A motion moved by Green Councillor Cleo Lake calling on Bristol Council to lobby the government over historic slavery reparations and support black cultural centres in the city has been dropped from a council meeting after the Labour Group voted with Lib Dem and Conservative councillors against allowing enough time for the motion to be heard – despite over 130 public statements and questions submitted in support.
The decision came after a lengthy debate on the ‘golden motion’ moved by Conservative councillors about Jubilee Pool. Greens had submitted the same motion at a previous council meeting in July where it was also not heard due to lack of time. The motion called on the Mayor to lobby the government to set up an All-Party Parliamentary Commission of Inquiry for Truth & Reparatory Justice which would discuss reparations for the trafficking and enslavement in African people.
Speaking about the decision, Councillor Lake said:
“The other councillor groups may not see this as an important issue but for many residents in their city it is. There were over 130 statements and questions in support of the motion – for many people today was the first time they had ever attended or submitted a question or statement to a Council meeting. They will be disappointed that it has been blocked from being discussed today.”
Councillor Lake added that she was especially disappointed as she had tried to work with Labour on the motion well in advance of the meeting. She said:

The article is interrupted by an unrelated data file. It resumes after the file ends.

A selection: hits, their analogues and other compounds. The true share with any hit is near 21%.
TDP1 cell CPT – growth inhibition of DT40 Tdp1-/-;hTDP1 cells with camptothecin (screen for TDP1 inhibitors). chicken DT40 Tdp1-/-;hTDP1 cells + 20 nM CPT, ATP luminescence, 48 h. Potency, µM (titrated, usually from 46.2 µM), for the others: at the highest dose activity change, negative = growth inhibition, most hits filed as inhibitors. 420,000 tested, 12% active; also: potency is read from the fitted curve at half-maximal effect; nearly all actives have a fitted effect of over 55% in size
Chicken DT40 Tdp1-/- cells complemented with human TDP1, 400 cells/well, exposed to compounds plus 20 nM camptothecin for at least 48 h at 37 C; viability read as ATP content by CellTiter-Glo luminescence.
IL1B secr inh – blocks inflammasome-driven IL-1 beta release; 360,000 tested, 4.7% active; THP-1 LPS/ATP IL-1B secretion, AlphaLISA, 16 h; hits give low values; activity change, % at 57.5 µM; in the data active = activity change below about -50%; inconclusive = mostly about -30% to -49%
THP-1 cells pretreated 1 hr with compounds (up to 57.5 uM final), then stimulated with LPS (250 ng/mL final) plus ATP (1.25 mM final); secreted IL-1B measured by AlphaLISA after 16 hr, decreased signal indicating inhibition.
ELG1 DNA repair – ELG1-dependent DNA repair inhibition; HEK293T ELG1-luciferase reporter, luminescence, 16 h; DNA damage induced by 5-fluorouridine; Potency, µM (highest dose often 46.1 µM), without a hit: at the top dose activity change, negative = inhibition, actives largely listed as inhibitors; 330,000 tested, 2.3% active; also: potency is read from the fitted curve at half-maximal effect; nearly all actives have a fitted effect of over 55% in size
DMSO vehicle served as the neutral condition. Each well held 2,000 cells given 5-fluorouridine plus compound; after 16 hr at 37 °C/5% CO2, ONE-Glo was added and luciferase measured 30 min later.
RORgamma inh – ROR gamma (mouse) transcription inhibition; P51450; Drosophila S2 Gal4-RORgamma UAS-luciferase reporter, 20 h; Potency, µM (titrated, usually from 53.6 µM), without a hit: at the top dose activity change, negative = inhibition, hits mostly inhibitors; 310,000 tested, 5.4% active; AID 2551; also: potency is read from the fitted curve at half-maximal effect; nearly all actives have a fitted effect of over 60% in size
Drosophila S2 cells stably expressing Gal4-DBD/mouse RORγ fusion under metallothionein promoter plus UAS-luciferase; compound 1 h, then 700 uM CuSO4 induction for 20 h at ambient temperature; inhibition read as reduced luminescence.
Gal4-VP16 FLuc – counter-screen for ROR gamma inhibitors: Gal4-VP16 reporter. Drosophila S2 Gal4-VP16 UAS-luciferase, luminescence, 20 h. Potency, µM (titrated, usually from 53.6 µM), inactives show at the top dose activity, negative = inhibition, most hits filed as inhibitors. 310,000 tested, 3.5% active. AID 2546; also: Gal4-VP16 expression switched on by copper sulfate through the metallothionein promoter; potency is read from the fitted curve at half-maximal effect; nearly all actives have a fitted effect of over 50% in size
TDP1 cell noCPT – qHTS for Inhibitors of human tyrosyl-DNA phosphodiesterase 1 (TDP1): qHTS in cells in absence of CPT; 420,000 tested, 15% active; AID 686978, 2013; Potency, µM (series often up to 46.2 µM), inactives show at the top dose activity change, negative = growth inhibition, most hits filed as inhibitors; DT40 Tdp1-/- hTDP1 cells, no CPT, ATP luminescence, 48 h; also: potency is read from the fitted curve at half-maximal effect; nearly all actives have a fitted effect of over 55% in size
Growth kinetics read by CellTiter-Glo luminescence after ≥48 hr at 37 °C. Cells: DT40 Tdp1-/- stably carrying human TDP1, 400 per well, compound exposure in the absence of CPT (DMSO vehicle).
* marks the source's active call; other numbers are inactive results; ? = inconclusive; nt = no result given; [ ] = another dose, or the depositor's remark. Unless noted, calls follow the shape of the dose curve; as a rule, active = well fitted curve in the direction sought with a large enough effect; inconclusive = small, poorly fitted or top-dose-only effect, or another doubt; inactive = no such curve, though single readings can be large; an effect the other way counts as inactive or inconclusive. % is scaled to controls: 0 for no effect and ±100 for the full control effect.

“I reached out to Labour well ahead of tonight’s meeting because I hoped they might accept our motion – I know some Labour politicians genuinely support this cause, and Islington and Lambeth councils have recently passed joint Green-Labour motions on this issue. And I was led to believe Labour would work with us on it. However instead of doing that, they then waited until the very last moment to submit a hostile amendment – which took the ‘reparations’ out of my reparations motion – and then worked with other parties to prevent the motion from being heard at the meeting.”
Cleo promised activists and residents that the Greens would not abandon the campaign, and would use other means to push the issue up the council agenda.
“I can promise everyone that lobbied the council over this issue that we will keep pushing it up the council agenda – and ongoing support will be needed.”
Labour’s proposed amendment to the Green motion, which was never debated, removed references to reparations from the motion’s text and deleted the names of black cultural institutions for which the motion had called for additional support from the council or through brokering relationships.